I was once on my way to an important meeting, when one of children asked if I could help them with something. I stopped and did, because even though there were Big Things to do, the “little” things counted. As a Christian, I could not even be sure of my judgment and that the “little thing” was really small!
The terrible things being done by the Communist China are not easy to see, but will rank as some of the worst crimes against humanity in human history. Compared to the destruction of entire peoples, think of Tibet, little will seem as important in relative terms. God, however, also judges the individual (Have mercy!) and what we think of as a small injustice may be great, very great. When our hearts are warmed toward justice, then we begin to hurt for every injustice even if society calls that injustice “normal.”
Imagine being a slave who has fought for her freedom. She dedicates her live to ending race based slavery and works with that great (though imperfect!) American Frederick Douglass to gain justice. The temptation would be to forget everything else. The cause was so just and the evil so huge that a person might feel justified in thinking they had not time for anything else. Yet a poet in Frederick Douglass’s paper was better than this, because a heart for justice kindles a warmth toward justice for all. Opposed to this is the monomaniac: a person whose thoughts are confined to one idea. The idea may be a good one, but wrenched out context, the monomaniac becomes maniacal. He can end up justifying injustice in the pursuit of justice, like someone who is pro-life on abortion, which is proper, but does not care about concentration camps in China.
The monomaniac on an issue (abolition! only abolition!) has failed to capture the heart of the abolitionist movement: love of justice. Too often monomania, the obsession with one issue, covers for something else gone wrong. The opponent of slavery who is content with abusive factories in the North was missing something vital and one has to ask: “How?”
A brilliant poet, “Ethiop,” forced these issues on me as I prepared for class next week at The College.
She** did not forget “small” injustices. She took the time to help “the beggar girl.” She remembers her. She echoes Edgar Allen Poe’s “Raven.” The poet compares favorably to Poe, because she looks outward while Poe runs the risk of imploding into his own darkness. She sees a larger justice than even abolition, economic justice, while Poe labors to keep from going mad. The Christian abolitionist here will not allow the death of a beggar child to pass without mention, because of monomania. Why? Like Reverend King, she knows that any injustice allowed, tolerated, is the foundation of what allows the greater injustices.
We cannot go to end a great injustice while ignoring the “little” injustice we see along the way.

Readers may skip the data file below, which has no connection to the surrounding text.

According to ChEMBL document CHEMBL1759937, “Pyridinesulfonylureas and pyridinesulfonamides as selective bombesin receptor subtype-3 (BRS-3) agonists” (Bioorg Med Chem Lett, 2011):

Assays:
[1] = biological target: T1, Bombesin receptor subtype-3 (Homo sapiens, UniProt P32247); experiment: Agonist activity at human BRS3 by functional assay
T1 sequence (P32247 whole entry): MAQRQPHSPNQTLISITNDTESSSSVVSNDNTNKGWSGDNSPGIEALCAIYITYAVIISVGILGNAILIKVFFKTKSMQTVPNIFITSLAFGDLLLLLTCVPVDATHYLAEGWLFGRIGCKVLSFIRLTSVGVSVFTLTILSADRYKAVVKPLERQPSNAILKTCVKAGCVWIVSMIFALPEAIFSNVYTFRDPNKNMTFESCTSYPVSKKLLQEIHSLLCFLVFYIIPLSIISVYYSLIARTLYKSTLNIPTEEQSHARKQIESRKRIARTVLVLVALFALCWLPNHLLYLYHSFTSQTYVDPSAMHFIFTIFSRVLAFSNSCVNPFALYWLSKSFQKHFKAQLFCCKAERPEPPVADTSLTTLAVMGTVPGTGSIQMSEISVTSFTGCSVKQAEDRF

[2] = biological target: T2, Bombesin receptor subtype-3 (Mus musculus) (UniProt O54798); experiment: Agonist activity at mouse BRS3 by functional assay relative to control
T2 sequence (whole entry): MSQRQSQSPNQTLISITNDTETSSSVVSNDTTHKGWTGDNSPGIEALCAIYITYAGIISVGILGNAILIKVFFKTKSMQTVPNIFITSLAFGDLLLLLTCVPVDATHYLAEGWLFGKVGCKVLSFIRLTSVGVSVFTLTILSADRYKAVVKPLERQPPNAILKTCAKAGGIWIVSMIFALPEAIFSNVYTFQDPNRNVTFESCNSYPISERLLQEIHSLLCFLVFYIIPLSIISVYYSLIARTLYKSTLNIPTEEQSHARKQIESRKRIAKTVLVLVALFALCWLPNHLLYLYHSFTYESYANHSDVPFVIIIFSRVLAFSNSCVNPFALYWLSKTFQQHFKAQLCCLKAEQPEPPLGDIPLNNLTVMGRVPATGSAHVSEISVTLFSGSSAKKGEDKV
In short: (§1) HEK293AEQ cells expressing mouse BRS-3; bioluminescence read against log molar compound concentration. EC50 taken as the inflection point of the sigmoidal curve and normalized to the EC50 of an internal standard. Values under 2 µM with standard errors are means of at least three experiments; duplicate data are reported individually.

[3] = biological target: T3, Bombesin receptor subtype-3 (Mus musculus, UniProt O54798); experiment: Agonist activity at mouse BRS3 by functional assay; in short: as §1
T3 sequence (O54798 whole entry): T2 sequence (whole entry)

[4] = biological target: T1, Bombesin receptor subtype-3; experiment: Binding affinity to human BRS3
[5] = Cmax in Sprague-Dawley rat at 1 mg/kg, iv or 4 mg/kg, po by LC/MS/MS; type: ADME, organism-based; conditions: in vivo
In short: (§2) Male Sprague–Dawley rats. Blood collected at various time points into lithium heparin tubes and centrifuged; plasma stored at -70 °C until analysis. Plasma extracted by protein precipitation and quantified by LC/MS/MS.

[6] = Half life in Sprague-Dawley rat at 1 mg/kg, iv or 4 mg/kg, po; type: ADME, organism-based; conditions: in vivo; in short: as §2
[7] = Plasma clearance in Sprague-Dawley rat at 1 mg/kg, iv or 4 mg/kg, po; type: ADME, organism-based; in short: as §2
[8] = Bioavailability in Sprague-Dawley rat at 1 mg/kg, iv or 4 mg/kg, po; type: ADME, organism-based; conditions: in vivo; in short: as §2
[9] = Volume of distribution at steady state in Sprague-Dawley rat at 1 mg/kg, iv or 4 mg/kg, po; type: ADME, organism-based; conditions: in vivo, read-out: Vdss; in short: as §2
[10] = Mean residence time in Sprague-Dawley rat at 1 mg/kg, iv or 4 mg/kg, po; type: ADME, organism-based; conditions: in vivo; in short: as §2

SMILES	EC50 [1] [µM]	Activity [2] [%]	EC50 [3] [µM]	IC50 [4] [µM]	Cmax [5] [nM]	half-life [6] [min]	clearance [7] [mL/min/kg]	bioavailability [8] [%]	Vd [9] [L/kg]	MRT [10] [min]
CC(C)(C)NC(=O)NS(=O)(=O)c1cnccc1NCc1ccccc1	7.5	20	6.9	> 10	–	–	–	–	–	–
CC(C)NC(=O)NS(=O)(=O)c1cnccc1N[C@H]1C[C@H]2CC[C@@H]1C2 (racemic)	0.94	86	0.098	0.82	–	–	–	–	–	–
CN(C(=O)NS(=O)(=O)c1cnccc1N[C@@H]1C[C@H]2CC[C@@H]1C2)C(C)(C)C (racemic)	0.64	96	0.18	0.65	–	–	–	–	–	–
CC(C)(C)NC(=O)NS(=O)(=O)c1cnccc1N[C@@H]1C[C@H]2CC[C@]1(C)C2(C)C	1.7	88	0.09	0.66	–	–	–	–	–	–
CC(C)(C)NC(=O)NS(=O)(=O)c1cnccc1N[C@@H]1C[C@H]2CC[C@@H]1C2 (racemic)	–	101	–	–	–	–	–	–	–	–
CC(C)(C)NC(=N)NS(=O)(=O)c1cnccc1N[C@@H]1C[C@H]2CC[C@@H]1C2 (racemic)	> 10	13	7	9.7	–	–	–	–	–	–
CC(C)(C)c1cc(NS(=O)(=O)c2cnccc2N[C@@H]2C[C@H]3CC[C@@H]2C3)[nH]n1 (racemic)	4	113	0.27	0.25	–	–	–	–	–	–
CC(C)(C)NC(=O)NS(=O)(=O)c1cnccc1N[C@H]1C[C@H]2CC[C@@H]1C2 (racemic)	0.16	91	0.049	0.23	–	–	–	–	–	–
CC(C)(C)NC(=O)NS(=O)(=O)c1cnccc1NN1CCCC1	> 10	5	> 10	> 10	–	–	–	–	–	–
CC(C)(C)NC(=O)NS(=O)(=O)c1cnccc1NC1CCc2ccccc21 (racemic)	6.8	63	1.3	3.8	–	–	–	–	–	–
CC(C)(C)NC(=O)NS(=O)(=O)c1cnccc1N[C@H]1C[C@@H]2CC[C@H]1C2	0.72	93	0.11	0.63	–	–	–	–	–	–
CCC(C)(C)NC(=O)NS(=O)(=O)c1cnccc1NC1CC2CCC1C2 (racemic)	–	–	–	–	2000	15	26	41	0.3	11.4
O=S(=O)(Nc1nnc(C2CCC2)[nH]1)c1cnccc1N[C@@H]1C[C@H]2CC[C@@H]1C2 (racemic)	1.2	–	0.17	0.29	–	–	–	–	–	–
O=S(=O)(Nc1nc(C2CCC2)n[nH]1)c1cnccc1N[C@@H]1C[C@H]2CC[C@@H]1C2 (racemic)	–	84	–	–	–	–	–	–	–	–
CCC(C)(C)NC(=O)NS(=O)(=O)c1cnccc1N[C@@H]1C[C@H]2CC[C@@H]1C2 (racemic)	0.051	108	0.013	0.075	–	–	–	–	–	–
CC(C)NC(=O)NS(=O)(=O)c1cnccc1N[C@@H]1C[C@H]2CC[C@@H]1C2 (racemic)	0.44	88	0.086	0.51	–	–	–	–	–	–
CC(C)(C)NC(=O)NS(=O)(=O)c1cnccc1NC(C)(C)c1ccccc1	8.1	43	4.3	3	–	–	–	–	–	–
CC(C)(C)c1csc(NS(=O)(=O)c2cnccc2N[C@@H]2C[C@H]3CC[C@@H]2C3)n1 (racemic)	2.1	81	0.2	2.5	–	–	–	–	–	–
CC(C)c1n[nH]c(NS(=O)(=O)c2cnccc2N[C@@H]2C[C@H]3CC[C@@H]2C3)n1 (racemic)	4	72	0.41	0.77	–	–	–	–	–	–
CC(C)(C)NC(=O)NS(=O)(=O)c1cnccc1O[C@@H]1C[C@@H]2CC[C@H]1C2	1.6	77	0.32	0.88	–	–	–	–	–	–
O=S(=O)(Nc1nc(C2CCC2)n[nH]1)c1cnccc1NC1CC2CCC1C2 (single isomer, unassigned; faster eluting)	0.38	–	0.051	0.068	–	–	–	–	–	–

So help us God.
The Beggar Girl
By Ethiop [Brooklyn, New York]
Frederick Douglass’ Paper, March 17, 1854
As I went from home one wintry morning,
The winds were fierce, and it was storming,
A little stranger, wan and wild,
Cried, Give! Oh, give a needy child!
I, without grudging, without hoarding,
Gave what ere my purse affording—
Received in turn a mournful smile, ’
Twas the thanks of a beggar child.
I, soon amidst the business moving,
Buying, selling, praising, proving,
As is the custom of the world,
Forgot the little beggar girl.
At night, I sat by my fire, weary;
All without was dreary, dreary;
The bleak winds in a fearful whirl,
And then recurred the beggar girl.
Fond sleep and heavy eyes refusing,
I fell into a solemn musing,
Over the coldness of the world,
And trials of the beggar girl.
My thoughts still onward, onward fleeting,
Sorrows, suffering, buffets meeting,
In their swift flight round the world,
They’d meet anon the beggar girl.
As deeper in my revery falling,
Lo! a voice seemed to me calling,
Oh! oh! is this a friendless world?
’Twas like the little beggar girl.
Though yet into my revery seeming,
Now in truth was dreaming—dreaming
About the cold and heartless world,
And dream’d I saw the beggar girl.
Next morn, beneath my window lonely,
Went a horse and driver only,
Unnoticed by the world—
They said it bore the beggar girl.
When wintry winds my cot is rocking,
And storm at my door is knocking,
I then reflect upon the world,
And ne’er forget the beggar girl.*
* Although the content of this poem is entirely original, these verses are loosely modeled after Edgar Allan Poe’s 1845 poem, The Raven. Voices Beyond Bondage . NewSouth Books. Kindle Edition. (The note is from the text.)
** I do not know the sex of the writer, but have chosen “she” as a placeholder.